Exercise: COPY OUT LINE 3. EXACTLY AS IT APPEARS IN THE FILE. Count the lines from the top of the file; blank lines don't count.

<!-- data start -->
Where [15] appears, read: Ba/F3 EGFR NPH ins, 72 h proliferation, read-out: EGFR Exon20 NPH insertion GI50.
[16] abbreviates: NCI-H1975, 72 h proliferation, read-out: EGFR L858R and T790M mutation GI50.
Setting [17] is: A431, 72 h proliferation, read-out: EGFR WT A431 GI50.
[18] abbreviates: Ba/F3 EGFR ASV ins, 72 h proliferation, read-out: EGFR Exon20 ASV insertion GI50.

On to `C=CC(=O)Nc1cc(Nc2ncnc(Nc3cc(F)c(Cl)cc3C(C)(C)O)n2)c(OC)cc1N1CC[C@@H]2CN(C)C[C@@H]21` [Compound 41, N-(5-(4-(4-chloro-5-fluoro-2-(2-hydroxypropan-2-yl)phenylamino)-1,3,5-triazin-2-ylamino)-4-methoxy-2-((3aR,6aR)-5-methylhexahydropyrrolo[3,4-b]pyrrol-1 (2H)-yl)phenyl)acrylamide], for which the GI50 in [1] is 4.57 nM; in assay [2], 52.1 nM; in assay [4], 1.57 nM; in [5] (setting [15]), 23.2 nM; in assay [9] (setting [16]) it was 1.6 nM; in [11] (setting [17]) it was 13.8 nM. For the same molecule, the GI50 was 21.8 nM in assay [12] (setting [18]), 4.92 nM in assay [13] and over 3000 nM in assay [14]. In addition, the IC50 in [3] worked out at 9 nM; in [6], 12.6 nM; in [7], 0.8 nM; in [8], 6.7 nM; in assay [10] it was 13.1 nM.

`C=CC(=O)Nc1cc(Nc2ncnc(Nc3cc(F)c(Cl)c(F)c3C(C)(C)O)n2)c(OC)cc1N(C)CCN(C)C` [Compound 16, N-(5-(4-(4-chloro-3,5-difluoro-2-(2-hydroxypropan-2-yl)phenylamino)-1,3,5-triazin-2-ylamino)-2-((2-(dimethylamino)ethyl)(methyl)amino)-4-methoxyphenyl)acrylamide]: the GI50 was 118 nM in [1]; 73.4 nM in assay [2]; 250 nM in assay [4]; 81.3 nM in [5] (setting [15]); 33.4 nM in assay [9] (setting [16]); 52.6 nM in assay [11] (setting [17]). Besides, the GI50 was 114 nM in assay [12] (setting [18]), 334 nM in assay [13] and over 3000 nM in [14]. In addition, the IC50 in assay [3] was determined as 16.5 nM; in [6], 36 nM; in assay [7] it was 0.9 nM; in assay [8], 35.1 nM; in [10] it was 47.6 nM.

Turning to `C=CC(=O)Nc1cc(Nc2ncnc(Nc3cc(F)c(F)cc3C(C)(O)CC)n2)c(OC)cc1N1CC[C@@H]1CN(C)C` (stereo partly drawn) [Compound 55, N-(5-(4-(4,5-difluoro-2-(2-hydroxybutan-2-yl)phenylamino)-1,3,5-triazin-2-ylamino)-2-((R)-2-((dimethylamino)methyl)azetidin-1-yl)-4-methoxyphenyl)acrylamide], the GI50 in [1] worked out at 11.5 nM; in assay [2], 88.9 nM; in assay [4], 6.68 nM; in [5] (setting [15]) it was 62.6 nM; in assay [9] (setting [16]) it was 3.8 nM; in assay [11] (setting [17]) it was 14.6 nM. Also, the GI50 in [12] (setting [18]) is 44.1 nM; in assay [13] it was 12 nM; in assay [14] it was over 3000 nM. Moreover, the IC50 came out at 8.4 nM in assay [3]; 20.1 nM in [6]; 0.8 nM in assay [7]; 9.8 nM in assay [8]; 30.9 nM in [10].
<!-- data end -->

Setting [17] is: A431, 72 h proliferation, read-out: EGFR WT A431 GI50.